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10 Tips for Grand Canyon Rafting Trips


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Know How to Deal with Human Waste
To keep the river and its surrounding area clean, rafters and campers have to pack out their waste.
To keep the river and its surrounding area clean, rafters and campers have to pack out their waste.
Mark D. Callahan/Photolibrary/Getty Images

Perhaps the least fun part of your Grand Canyon rafting trip will be getting used to the necessary routine of packing out your own waste and toilet paper. Unlike many other wilderness areas, where you can simply bury feces, the NPS forbids this in the Grand Canyon National Park. The area sees so many visitors each year that the area won't be able to naturally decompose everyone's waste. The waste can in turn contaminate the water and land, becoming a danger to future visitors and wildlife.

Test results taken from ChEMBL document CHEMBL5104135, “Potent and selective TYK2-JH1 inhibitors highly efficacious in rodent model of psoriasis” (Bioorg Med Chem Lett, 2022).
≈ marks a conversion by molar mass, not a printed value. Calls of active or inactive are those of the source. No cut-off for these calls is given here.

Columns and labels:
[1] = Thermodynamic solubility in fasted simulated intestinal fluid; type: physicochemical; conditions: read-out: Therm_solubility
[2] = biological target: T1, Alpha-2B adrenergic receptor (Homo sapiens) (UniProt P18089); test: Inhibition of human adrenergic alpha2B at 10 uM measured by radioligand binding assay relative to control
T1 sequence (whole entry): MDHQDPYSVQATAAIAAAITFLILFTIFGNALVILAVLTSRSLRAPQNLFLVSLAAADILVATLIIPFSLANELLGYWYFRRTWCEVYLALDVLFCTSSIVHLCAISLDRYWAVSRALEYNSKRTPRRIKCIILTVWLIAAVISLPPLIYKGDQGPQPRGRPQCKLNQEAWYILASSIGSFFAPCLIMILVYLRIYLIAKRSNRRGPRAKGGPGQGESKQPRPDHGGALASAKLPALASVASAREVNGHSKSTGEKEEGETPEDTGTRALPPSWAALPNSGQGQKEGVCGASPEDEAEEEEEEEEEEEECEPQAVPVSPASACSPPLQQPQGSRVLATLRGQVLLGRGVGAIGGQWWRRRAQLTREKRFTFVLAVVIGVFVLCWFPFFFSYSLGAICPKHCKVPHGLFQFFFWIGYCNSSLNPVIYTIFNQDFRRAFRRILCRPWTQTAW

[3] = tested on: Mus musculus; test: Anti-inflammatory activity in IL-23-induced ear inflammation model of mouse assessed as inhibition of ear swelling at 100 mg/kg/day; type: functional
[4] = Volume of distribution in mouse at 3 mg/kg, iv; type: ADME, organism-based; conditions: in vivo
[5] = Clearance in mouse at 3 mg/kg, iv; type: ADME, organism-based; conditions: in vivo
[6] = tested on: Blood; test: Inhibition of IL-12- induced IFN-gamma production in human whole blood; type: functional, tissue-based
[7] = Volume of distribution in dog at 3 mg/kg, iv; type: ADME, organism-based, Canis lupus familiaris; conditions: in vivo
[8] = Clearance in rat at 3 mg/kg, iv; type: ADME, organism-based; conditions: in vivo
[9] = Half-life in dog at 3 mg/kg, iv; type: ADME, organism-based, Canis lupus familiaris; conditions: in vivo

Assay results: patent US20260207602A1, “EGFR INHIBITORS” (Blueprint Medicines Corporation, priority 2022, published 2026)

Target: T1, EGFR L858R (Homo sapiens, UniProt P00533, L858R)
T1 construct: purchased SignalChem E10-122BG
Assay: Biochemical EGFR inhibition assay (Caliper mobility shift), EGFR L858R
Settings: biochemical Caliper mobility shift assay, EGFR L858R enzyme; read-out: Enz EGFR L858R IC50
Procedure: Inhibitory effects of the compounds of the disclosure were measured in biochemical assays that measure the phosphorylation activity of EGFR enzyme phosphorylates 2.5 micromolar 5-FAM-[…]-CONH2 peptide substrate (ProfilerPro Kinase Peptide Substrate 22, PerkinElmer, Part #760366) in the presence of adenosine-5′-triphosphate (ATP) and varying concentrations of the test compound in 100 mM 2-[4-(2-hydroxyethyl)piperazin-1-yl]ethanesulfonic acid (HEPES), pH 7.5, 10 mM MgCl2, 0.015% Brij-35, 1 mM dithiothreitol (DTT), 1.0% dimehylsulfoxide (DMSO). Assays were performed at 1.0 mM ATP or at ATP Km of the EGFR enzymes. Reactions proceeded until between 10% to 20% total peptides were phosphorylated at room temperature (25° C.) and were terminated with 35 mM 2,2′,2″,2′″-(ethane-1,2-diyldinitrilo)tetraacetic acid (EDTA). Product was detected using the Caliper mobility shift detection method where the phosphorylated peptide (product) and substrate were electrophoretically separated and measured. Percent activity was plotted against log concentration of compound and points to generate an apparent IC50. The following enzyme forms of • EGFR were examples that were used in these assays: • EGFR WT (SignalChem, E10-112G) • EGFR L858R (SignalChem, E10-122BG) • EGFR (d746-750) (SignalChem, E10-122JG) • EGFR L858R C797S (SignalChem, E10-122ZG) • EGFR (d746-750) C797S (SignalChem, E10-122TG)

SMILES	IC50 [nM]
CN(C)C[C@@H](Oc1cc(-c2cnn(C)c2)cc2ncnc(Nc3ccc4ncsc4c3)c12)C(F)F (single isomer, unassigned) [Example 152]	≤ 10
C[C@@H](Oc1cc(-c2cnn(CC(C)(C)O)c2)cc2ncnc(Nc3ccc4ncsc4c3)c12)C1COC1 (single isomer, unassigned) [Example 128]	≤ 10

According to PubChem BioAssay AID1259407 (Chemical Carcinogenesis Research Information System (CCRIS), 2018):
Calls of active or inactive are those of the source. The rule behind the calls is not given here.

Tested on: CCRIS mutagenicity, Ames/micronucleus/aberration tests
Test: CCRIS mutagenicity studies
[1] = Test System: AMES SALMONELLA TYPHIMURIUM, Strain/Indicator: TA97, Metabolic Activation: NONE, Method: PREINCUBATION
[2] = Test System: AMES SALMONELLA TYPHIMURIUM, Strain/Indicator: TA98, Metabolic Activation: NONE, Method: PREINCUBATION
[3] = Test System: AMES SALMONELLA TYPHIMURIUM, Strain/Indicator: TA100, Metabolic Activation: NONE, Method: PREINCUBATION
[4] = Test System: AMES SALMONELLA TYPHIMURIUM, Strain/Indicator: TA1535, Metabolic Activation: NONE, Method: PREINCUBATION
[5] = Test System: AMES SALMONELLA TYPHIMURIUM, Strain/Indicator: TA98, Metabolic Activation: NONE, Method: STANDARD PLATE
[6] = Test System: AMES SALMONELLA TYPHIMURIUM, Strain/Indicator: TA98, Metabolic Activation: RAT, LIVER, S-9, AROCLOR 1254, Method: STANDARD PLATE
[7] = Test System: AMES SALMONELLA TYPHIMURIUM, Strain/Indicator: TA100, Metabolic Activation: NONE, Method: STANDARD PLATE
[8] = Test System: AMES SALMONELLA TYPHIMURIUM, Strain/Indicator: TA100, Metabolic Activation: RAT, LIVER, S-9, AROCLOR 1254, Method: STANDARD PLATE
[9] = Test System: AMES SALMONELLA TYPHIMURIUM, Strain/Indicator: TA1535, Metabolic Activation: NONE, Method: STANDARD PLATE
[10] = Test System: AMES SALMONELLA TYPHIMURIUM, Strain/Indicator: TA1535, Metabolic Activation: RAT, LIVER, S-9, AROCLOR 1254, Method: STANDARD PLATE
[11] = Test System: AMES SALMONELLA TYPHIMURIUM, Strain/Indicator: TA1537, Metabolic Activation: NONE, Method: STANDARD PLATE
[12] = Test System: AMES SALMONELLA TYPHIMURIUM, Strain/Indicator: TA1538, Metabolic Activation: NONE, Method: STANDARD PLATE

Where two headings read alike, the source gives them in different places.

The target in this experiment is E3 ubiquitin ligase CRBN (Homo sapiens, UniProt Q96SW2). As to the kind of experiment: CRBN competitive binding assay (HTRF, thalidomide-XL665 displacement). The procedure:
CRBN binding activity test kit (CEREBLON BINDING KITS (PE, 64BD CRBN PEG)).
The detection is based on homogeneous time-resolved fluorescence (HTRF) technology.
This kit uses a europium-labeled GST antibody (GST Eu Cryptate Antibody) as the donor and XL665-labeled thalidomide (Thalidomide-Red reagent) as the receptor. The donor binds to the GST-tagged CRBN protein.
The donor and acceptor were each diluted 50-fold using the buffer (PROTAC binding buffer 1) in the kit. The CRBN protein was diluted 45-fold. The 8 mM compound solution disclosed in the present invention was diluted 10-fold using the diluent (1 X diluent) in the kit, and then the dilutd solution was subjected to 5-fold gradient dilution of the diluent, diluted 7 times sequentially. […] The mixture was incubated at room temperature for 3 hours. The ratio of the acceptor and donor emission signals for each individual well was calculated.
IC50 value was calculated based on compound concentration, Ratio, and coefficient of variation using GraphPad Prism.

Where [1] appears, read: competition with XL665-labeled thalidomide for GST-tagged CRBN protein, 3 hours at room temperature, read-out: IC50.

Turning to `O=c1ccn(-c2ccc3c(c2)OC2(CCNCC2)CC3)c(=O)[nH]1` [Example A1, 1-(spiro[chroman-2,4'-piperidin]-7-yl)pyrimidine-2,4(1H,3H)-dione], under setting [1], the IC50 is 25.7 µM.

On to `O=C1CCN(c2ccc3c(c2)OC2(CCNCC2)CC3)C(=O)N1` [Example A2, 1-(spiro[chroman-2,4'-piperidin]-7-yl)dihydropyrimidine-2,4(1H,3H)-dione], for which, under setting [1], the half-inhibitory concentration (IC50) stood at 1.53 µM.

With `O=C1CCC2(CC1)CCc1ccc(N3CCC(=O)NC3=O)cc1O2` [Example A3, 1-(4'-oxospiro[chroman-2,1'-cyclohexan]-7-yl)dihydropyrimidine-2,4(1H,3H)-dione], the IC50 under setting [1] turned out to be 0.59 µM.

It would be best to purchase a handy portable toilet system that allows you to deposit the waste directly into a container. These systems must be washable and reusable, and allow you to safely transfer the waste to sewage treatment facilities after your trip is over. As an alternative (such as in between camps or on a day hike), you should bring a toilet system that uses special chemicals to treat waste, making it safe for landfills. Store bags of waste in a waterproof container.

To be sanitary, you should wear rubber gloves when setting up and breaking down the toilet system at your campsite. Disinfect these gloves after use, and use a disinfectant on the toilet seat. Keep soap handy at the toilet system for each camper to use when he or she is done.

Although you have to be careful to carry out all feces, it is, however, permissible to urinate in the river. The NPS asks visitors to urinate directly into the river and not on the beaches, as the sandy beaches don't have enough organic material to process the urine. Even hitting the wet sand near the water can leave a nasty, green algae.


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